But when it comes to the parts of the floor which would have been under the diners’ couches, the tesserae revert to plainer materials:
Specialists in ancient artefacts often make a great fuss of scarcely visible pigment residues and urge us to remember that the surfaces of statues or temple architecture were once highly decorated and brightly painted. I want to sieze them by the lapels and say: ‘Look! Look down!’ – why bother with a scaly flake of pigment to prove the point when mosaics provide real, glinting, and most of all extant evidence of the Romans’ love of colour?
As for colour preferences, blues and greens are most commonly used but as we see from the Zeus and Ganymede mosaic above, the Romans understood how to use a whole spectrum of strong colours. In mosaics which employ less glass, the material is reserved for details such as peacock feathers and flowing water where the reflective quality of glass would be most effective:
And birds’ plummage in general is also often rendered in glass:
But other details can also be picked out in glass:
More often than not, the use of glass in ancient mosaics is erratic. It might be added to one part of the mosaic composition and then left out in another – why, for example, did the makers of the mosaic above choose to highlight what I assume is a melon on the platter and not the other fruit? Was it because the designer was striving towards realism and green glass is the closest you can get to the right colour? Or was it, as I think is more likely, that glass – or at least the kind of glass which was hard enough to be used in floors – was such a coveted commodity that it was added as an embellishment, enhancing the perceived sophistication of the floor’s commissioner even if an all-glass floor was unachievable?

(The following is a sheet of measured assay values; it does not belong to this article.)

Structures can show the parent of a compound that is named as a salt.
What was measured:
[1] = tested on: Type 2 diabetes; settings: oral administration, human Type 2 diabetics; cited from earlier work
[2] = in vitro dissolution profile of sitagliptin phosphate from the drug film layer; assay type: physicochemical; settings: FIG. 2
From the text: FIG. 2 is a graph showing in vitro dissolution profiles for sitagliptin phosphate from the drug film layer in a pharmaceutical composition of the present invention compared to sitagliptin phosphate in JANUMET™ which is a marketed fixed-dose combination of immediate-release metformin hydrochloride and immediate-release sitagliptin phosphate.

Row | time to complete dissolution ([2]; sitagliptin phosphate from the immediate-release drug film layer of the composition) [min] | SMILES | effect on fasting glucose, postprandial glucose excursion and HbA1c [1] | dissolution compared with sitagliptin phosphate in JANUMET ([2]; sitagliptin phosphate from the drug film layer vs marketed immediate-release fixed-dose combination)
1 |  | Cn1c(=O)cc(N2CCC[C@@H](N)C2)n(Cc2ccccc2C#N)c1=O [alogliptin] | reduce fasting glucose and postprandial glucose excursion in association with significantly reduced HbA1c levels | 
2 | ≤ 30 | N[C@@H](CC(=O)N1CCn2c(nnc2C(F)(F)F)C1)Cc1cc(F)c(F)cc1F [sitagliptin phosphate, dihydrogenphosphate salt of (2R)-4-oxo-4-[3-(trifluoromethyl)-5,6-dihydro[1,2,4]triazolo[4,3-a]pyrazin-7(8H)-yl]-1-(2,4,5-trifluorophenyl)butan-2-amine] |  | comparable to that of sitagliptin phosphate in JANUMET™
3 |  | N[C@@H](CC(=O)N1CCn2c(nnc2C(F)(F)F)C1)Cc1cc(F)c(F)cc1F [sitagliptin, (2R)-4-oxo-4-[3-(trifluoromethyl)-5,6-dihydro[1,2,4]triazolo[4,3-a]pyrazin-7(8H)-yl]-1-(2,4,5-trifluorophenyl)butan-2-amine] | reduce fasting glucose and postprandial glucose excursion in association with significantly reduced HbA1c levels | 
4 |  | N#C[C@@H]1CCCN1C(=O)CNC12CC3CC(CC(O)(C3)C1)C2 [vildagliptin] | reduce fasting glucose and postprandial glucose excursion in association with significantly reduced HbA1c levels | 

As one would expect, there are exceptions. Take the 3rd century AD Dionysus mosaic in Cologne’s Roman-Germanic Museum in which glass is used in a consistent and effective way to draw the eye towards particular features of the design – folds of cloth, an urn framed by birds or Ero’s wings as he rides a lion:
Although as a rule the use of glass was limited, there are three places (that I know of) other than in the Zeus and Ganymede mosaic where glass is used extensively: First, the brilliantly coloured wall mosaics of Herculaneum, Pompeii’s sister city which was also buried under the ash of Vesuvius’ erruption: